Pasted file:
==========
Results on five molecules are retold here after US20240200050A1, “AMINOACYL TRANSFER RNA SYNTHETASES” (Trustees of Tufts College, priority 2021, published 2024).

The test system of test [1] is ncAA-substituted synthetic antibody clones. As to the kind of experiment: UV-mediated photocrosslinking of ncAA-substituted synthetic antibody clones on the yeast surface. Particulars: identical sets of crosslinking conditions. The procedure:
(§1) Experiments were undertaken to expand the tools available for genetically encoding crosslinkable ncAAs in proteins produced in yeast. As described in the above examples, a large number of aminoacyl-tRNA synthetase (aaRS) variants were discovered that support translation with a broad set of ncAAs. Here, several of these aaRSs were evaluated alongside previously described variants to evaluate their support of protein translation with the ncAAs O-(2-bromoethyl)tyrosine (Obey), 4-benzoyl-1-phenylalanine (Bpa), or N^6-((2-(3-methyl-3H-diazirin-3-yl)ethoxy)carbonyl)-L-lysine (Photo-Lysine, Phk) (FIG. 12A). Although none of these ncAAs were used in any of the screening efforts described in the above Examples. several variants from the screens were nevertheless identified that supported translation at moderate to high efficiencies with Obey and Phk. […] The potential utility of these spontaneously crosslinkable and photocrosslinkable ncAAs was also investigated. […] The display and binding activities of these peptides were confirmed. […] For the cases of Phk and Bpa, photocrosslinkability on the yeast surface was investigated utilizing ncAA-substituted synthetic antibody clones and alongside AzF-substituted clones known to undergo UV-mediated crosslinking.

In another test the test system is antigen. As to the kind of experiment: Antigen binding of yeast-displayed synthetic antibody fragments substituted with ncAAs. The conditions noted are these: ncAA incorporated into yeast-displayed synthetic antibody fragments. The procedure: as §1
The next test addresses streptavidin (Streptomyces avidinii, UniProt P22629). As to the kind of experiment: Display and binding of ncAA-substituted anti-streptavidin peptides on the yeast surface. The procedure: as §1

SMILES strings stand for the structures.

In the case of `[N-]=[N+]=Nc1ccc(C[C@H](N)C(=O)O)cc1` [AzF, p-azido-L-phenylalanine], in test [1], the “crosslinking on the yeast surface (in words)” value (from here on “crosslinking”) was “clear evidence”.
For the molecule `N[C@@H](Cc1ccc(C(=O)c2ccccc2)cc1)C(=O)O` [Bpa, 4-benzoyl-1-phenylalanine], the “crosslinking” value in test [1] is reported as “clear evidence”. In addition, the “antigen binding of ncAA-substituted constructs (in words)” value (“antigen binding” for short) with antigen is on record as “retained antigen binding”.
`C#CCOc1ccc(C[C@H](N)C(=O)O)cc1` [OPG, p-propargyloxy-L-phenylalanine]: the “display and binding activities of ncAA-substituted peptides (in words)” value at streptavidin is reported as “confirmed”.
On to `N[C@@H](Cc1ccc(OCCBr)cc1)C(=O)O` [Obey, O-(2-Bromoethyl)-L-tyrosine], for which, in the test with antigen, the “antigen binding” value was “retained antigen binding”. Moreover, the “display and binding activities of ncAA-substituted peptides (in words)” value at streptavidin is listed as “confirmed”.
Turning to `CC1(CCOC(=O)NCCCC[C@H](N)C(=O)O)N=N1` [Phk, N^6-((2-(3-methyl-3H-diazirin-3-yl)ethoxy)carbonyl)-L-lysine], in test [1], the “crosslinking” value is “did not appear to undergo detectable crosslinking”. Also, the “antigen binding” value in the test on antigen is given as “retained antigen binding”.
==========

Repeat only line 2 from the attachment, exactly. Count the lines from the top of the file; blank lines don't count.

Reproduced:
The test system of test [1] is ncAA-substituted synthetic antibody clones. As to the kind of experiment: UV-mediated photocrosslinking of ncAA-substituted synthetic antibody clones on the yeast surface. Particulars: identical sets of crosslinking conditions. The procedure: